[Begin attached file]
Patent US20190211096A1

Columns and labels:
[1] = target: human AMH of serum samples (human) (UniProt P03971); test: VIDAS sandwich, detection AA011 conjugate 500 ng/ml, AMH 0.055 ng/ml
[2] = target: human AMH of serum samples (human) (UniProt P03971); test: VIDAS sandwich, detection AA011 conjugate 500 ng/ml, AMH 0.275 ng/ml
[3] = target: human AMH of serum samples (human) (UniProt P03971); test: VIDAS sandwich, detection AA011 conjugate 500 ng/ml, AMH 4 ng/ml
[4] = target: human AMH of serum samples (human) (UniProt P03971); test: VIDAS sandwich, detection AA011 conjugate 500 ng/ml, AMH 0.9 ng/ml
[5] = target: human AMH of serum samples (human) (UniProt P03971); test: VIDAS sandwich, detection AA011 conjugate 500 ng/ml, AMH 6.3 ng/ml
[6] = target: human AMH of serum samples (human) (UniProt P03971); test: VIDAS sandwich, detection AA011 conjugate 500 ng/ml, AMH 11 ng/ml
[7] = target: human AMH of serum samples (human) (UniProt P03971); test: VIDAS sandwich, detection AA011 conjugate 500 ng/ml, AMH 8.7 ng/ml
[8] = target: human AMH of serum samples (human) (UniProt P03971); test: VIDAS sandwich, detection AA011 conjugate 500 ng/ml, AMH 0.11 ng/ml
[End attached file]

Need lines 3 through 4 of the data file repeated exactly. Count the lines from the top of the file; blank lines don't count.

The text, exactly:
[1] = target: human AMH of serum samples (human) (UniProt P03971); test: VIDAS sandwich, detection AA011 conjugate 500 ng/ml, AMH 0.055 ng/ml
[2] = target: human AMH of serum samples (human) (UniProt P03971); test: VIDAS sandwich, detection AA011 conjugate 500 ng/ml, AMH 0.275 ng/ml